Nicotine testing can determine whether recent tobacco use has occurred - and any sort of tobacco use at that - pipe tobacco, cigars, cigarettes, and smokeless tobacco. It is simple, easy to do, and extremely accurate.
Our tobacco test is a urine drug test that detects cotinine, which is produced when nicotine enters the body. It works like any other home drug test that uses urine. The urine sample is collected and an easy to read dip card is used to measure the nicotine levels. It takes only 5 minutes to determine whether the nicotine test is negative or positive. This test meets the accepted standard cutoff level of 200 ng/ml and will detect the presence of nicotine for up to 2-4 days after use (and possibly longer, depending on the frequency of tobacco use.
How Long Does Nicotine Stay In Your System?
When you smoke, nicotine is processed by your body and it will get rid of the substance over time. It is estimated that about 80 percent of the nicotine that you inhale is converted to cotinine in the liver. In the lungs, nicotine is metabolized into cotinine and nicotine oxide. The cotinine and other metabolites are then excreted in the urine. Cotinine is a reliable and necessary indicator of nicotine usage and in the scientific community is known as a “biomarker” for tobacco use. That’s why a nicotine test is also known as a cotinine test – because the test actually tests for the presence of cotinine in urine.
The length of time that nicotine stays in your body for will depend on three factors: the amount you smoke, the number of years that you have been smoking for, and the type of nicotine test that is performed.
If the nicotine test is a urine test, you should be clean within 2-4 days of your last smoke. For heavy smokers, it might take a week (and possibly longer) for the cotinine traces to leave your urine or remain so small that they are undetectable. Cotinine may take longer to be released from the body if you smoke menthol cigarettes, so that is another thing to keep in mind. You can read an exact case study on this issue at Science Blog.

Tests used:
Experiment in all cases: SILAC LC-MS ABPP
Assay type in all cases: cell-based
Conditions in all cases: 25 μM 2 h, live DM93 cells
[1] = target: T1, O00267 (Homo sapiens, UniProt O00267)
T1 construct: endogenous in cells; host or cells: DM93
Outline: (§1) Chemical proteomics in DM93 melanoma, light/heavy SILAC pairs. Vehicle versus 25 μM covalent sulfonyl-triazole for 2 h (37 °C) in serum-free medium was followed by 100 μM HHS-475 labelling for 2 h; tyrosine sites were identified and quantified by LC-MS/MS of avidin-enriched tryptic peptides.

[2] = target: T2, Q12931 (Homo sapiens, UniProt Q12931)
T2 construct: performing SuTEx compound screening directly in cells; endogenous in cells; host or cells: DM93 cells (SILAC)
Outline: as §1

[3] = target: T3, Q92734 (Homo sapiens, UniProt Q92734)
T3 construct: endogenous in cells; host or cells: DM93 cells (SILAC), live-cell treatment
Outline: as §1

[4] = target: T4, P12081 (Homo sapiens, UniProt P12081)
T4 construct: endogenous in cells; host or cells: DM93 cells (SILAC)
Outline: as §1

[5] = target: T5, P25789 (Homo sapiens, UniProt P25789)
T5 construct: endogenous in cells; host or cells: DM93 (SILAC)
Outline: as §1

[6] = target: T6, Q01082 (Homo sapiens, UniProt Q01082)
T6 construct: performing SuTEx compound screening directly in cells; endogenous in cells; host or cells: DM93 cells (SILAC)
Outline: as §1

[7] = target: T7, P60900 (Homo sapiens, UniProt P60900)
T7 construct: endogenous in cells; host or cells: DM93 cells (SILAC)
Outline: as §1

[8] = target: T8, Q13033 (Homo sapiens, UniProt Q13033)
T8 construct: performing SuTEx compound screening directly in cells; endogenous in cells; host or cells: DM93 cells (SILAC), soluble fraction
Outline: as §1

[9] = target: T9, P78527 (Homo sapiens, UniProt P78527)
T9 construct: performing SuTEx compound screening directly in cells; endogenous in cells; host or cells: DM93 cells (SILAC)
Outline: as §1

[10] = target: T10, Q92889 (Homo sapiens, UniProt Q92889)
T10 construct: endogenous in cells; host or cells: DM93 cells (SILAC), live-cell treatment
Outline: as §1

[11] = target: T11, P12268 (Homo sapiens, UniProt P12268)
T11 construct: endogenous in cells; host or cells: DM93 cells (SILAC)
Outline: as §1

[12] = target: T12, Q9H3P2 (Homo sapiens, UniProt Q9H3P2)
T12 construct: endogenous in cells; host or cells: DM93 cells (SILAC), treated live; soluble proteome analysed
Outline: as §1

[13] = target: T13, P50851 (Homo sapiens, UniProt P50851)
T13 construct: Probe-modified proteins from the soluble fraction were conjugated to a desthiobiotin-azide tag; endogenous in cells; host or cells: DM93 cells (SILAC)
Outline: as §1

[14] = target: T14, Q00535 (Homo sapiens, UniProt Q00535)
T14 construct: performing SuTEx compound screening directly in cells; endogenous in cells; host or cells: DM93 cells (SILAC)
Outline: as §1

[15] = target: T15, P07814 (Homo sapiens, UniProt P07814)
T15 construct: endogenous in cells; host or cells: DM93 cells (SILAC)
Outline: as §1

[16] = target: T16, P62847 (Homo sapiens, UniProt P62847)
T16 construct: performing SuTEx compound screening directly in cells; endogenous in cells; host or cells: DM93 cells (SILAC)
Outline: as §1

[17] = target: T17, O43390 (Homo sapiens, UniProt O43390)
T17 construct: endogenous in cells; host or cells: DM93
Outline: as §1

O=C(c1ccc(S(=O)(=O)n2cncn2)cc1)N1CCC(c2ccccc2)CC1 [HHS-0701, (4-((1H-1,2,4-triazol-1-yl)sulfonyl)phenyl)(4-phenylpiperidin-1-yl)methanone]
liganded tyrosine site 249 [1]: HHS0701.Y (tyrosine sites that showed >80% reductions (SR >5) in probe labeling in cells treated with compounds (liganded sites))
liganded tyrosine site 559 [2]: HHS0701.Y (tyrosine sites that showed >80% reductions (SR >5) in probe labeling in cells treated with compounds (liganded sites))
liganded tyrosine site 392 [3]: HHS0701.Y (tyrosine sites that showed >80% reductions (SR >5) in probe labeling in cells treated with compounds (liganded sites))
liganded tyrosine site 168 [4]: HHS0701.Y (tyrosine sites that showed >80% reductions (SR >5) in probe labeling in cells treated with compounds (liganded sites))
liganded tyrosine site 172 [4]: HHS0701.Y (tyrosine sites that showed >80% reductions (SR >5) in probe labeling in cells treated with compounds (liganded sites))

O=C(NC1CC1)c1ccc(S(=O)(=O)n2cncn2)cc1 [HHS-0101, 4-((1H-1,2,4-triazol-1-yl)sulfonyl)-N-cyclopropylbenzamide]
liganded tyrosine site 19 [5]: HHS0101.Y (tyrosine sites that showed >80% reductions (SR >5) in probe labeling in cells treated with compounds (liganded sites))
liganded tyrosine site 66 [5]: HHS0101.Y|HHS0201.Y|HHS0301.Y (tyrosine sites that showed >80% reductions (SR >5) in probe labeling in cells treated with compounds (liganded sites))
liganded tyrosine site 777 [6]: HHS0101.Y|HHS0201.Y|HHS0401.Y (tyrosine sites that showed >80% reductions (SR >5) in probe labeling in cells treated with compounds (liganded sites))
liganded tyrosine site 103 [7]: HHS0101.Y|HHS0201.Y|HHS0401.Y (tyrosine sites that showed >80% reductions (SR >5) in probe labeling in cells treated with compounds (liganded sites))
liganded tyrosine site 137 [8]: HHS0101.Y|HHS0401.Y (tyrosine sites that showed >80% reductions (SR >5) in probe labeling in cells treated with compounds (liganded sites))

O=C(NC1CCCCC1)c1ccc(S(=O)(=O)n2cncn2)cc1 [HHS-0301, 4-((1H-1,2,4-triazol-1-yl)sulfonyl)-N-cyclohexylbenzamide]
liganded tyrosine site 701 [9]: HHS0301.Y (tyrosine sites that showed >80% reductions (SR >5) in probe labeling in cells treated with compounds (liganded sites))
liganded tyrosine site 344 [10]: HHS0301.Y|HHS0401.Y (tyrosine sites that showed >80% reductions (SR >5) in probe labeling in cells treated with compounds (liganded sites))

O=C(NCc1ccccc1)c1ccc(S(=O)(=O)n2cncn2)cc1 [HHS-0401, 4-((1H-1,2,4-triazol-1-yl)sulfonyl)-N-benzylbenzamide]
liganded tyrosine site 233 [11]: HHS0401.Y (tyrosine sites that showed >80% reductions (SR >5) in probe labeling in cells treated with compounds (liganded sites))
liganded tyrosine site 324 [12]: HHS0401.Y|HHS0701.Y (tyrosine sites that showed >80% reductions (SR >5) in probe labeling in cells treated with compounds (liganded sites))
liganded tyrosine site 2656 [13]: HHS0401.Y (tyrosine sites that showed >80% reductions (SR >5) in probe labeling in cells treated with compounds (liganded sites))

Cotinine is detectable in blood for at least several days after exposure to tobacco smoke. Depending on how much you smoke, the level of cotinine in your blood will reflect a nonsmoker level in 7 to 10 days.
The nicotine test that offers the longest detection window is a hair follicle nicotine test. These are rarely administered due to their expense, but they do exist. Nicotine can be detected for months after smoking cessation in the hair. Nicotine makes it to the hair the way all other drugs do, by its presence in the blood that nourishes the hair follicle.
While there are methods that you can use to clear your system of nicotine for a while, the ill effects of nicotine should be understood. There is nothing better than kicking the habit that can bring harm to you and your loved ones.
Can Electronic Cigarettes show up on a Nicotine Test?
Yes. The nicotine test is not testing for tobacco use, but instead for cotinine, a nicotine metabolite. E-Cigarettes produce an aerosol that contains nicotine and other tobacco-related compounds. While e-cigarettes may deliver less nicotine than traditional cigarettes, they can still show up on a Nicotine/Cotinine test. You can find a detailed study on this subject here Nicotine Levels in Electronic Cigarettes or a FDA Lab Analysis of Electronic Cigarettes
Nicotine Test Uses
Businesses – More employers are testing their prospective or current employees for nicotine than ever. Life insurance companies continue to test for nicotine, through urine or blood-based testing, in order to determine premiums and detect fraud. Our nicotine test is a very standard urine test that is used by employers all over the country.
Test Yourself! – There are plenty of people who use nicotine tests, by themselves or in conjunction with their family, to gauge their progress in quitting and keep themselves honest. It’s simple and easy to buy one of our nicotine tests for yourself and keep yourself on the long and difficult path to being smoke-free.
Parents – Every day in the US, approximately 3,000 teens under the age of 18 begin using nicotine and 4.5 million teens are smokers. As anyone who has been a smoker knows, smoking is very hard to quit, and it doesn’t help that starting to smoke when you’re a teen makes it more likely that you’ll continue the habit than starting in your adult life. For parents these tests are a great way to keep your kid honest about their use, especially since second-hand smoke does not show up on these tests.